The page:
News Releases

Hillsborough to Begin Hydrant Flushing in September

Tuesday, Aug. 27, 2019

Note: The Town of Hillsborough’s fall program for fire hydrants has been delayed due to low flows in the Eno River, the town’s water source. See the news release for additional information.

Town of Hillsborough personnel will flush and perform basic maintenance to fire hydrants in the town’s water system beginning Sept. 9 and lasting through mid-November.

The town typically releases water from hydrants twice a year. The process helps remove sediments, helping maintain the water system’s circulation and water quality. About 6 million gallons of water — four to five days of supply — will be used for flushing.

Town staff will open each hydrant to flush the water system. They also will lubricate hydrants and identify any follow-up repair needs. Flushing will begin in the central portion of Hillsborough and then move simultaneously north- and southward within the town’s service area.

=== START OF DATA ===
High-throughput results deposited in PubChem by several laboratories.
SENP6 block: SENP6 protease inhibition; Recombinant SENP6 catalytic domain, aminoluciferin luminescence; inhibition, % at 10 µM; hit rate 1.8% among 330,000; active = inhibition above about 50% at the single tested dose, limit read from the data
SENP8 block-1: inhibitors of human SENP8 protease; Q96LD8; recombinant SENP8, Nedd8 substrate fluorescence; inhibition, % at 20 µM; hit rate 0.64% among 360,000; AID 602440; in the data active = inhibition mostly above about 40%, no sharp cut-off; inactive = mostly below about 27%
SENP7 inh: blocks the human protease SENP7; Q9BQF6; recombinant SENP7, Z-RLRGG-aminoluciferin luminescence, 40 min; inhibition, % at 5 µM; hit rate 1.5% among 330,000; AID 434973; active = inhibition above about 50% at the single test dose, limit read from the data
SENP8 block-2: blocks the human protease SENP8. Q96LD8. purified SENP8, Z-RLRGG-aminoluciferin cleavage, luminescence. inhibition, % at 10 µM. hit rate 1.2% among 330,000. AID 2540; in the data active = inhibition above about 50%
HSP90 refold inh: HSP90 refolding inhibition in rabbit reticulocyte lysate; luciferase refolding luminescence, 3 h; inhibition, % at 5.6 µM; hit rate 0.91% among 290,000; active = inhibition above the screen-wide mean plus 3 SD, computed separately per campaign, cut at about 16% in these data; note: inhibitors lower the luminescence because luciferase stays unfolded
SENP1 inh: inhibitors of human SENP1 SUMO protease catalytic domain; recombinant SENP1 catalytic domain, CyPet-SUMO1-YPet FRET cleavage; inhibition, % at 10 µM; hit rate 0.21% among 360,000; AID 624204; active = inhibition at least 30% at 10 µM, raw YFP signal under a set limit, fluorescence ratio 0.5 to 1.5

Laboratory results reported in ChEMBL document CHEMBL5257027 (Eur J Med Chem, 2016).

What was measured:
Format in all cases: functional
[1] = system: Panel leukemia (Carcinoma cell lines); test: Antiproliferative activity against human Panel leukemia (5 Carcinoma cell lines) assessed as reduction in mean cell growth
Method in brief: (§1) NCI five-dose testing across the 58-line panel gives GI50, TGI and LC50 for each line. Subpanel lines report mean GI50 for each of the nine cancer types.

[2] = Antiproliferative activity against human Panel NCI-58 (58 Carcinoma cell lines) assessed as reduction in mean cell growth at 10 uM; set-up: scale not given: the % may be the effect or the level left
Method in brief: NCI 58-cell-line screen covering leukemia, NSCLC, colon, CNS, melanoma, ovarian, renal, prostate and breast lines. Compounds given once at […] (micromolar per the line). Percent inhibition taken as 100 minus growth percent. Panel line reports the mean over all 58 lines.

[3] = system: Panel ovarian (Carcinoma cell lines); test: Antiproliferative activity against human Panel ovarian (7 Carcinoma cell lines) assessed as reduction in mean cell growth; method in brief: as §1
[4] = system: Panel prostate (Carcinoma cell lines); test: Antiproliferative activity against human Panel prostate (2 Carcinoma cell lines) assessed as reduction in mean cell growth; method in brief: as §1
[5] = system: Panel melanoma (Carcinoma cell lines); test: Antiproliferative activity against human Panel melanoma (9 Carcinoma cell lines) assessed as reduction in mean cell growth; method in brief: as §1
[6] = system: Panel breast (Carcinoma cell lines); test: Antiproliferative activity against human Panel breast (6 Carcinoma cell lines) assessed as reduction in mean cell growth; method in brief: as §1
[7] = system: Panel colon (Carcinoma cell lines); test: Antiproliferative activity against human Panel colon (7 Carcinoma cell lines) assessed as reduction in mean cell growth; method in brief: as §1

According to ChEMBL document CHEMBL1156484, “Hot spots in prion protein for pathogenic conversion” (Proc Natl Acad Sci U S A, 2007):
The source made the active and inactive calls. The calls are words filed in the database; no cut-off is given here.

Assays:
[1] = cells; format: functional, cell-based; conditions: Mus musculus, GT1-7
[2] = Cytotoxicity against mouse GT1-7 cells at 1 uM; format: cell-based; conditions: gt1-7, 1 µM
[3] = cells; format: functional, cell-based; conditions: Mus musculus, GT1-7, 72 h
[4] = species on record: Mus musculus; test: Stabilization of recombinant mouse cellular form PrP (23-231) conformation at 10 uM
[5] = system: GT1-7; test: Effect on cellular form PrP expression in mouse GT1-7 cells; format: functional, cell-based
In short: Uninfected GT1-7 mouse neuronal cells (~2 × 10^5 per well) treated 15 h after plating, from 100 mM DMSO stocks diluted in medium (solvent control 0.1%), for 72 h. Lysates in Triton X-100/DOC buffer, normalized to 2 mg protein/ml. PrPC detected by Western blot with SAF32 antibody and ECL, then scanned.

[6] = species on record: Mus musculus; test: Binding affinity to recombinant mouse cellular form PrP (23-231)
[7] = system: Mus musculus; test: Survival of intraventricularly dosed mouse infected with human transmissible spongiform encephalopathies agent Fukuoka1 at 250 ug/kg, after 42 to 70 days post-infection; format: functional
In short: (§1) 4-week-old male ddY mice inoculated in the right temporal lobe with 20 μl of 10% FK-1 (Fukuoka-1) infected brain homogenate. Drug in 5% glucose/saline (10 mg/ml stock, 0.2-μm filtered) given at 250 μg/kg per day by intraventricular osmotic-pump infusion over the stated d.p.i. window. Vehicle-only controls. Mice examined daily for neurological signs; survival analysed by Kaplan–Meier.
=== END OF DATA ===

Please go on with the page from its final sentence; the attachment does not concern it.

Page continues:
Access to hydrants

During the process, town employees may need to trim plantings or remove other items to ensure adequate access to hydrants during emergencies and maintenance.

Community members may be asked to relocate plants and other items in street rights of way to provide a clear, 3-foot-wide area around a hydrant. Anyone with a hydrant — whether private or in an adjacent street right of way — should ensure the hydrants are accessible.

Plants relocated in a right of way should not interfere with utilities, street drainage or the visibility of vehicles, pedestrians, cyclists and traffic signs. Property owners should obtain permission from the town before making landscape improvements within a street right of way.

Cloudiness or discoloration of water

Opening the hydrants might cause some temporary cloudiness or discoloration of water. Discoloration can occur because small particles of iron and manganese that have settled in a water main may be stirred up. Iron and manganese are naturally occurring minerals that also are contained in food. Discoloration from these minerals does not make water unsafe to drink, but it could discolor fabric. Similarly, when air bubbles enter the water system during the hydrant flushing, they may cause cloudiness in drinking water.

If discoloration or air bubbles appear in the water, customers should run cold water for a few minutes until the water and/or air bubbles clear. If the water does not clear within five minutes, contact the town at 919-732-3621.

More information

A video on fire hydrant flushing is available on the town’s YouTube channel.